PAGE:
This is just one of the ways in which we have identified to cooperate across the spectrum of care, to deliver clinically proven therapies in the most appropriate and patient centred venue, whilst continuing to demand the best outcomes.

    Our plan to share ideas and resources across traditionally very different care environments has been a goal of this group, and one which we have advanced in a number of ways over the last two years. We are striving to facilitate a more joined-up strategy in kidney health for the benefit of all of our patients and we continue to welcome suggestions for improvements or ideas for better ways of delivering care.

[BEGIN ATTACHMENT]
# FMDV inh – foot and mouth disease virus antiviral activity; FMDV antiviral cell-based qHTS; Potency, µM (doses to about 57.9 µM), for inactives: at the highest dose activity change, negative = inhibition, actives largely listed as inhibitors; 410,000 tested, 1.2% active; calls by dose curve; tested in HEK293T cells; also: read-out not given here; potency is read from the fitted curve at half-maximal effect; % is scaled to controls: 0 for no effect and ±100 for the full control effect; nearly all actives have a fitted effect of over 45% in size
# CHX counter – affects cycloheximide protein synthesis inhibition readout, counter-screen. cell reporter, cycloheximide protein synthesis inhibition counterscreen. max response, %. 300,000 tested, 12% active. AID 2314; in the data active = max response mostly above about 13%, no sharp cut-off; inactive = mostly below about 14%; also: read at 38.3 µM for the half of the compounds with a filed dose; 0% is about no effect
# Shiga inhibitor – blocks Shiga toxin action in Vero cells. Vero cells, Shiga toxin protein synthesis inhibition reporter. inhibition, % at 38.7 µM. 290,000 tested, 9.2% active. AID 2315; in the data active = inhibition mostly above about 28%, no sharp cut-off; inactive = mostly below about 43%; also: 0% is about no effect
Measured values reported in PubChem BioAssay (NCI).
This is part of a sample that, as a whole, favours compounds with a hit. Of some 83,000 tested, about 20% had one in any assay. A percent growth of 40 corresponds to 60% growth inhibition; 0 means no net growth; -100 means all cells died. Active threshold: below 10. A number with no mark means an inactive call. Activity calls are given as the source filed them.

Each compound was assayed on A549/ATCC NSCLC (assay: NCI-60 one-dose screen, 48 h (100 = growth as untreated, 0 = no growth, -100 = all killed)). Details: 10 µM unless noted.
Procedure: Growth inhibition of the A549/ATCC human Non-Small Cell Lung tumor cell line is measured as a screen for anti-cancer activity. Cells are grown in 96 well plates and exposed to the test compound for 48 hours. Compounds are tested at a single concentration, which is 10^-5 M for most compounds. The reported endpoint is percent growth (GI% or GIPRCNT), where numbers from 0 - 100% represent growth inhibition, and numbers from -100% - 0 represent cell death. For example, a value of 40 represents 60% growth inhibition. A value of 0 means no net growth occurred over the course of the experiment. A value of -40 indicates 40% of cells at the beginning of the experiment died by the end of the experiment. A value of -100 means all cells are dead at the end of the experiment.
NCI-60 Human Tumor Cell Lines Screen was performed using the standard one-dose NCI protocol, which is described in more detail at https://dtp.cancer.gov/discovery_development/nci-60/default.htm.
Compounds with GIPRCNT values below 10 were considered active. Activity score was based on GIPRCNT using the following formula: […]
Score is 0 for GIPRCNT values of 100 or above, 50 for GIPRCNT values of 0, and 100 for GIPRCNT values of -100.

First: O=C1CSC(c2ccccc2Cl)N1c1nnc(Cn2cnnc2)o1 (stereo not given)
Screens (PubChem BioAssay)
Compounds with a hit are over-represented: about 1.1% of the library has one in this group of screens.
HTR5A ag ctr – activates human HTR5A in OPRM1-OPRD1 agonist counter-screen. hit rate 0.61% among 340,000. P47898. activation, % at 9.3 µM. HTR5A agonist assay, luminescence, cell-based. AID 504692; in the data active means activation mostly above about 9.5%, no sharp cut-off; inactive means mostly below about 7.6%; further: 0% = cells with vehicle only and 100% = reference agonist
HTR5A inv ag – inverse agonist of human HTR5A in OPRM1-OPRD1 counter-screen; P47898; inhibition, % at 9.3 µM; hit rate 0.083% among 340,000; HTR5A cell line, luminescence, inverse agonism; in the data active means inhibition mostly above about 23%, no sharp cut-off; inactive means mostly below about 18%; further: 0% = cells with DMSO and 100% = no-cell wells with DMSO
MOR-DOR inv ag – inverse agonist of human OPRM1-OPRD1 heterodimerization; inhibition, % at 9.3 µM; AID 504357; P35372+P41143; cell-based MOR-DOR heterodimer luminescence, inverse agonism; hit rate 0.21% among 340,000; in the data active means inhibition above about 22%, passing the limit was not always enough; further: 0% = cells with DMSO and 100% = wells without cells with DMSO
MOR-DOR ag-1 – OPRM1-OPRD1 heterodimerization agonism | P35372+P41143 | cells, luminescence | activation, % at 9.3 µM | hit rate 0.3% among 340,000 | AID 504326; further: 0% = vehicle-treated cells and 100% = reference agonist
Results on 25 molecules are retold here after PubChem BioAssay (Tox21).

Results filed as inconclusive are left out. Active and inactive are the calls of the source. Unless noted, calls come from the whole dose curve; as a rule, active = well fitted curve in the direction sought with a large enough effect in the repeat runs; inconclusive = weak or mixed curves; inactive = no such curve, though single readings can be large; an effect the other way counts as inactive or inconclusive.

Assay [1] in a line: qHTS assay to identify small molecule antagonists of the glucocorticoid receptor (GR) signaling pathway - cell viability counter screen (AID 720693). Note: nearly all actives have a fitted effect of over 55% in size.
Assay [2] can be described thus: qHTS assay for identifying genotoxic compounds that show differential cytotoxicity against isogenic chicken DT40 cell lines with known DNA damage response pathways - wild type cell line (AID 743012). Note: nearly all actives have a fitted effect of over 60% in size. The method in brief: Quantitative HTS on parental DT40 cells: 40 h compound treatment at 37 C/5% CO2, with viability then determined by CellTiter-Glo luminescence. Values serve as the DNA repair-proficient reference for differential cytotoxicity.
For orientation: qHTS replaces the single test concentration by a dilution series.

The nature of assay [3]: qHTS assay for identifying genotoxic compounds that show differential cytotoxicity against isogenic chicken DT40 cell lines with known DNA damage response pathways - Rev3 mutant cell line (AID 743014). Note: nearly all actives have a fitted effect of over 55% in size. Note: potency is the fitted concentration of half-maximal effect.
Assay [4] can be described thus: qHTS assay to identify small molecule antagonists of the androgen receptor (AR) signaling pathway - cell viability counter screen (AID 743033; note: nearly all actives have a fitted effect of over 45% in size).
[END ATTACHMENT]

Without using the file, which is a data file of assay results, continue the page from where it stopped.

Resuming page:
We hope you find this resource kit helpful.

    Professor Steve Holt and the Chronic Kidney Disease Project Steering Committee


  • Chronic Kidney Disease Resource Kit4

    Purpose of Kit

    This resource kit was developed as a tool to embed the processes and learning from the collaborative project within our organisations, as well as providing information to assist others who may be considering embarking on a CKD project.

    Health Provider Tools and ReferencesThe health provider tools and reference section offers perspectives from both the broader strategic and high level health policy context as well as resources of an operational type that are applicable to clinicians working with clients.